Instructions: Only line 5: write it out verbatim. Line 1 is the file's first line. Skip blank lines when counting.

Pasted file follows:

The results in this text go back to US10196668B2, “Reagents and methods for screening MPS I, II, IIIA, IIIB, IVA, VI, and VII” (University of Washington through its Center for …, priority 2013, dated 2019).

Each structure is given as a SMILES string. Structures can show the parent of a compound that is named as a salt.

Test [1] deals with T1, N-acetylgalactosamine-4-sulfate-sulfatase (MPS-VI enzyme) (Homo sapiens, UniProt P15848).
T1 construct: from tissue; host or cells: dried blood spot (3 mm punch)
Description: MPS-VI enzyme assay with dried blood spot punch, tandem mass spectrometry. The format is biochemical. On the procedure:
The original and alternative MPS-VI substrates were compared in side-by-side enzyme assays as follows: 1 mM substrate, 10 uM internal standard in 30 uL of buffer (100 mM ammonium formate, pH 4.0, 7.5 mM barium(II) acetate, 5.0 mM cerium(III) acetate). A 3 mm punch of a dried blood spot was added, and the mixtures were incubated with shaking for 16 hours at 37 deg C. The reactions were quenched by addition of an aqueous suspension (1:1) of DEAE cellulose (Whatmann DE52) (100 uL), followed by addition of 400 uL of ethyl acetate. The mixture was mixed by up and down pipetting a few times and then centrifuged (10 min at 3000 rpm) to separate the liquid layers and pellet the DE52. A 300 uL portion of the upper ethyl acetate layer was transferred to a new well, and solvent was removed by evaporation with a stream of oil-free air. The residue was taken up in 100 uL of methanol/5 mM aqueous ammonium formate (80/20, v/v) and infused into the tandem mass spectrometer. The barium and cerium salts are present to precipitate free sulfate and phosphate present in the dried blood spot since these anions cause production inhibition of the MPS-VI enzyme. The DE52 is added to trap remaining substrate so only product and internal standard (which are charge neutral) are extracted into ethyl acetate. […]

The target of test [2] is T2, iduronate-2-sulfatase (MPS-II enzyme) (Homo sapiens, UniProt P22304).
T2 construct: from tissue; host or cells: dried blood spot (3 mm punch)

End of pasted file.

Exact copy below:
Description: MPS-VI enzyme assay with dried blood spot punch, tandem mass spectrometry. The format is biochemical. On the procedure: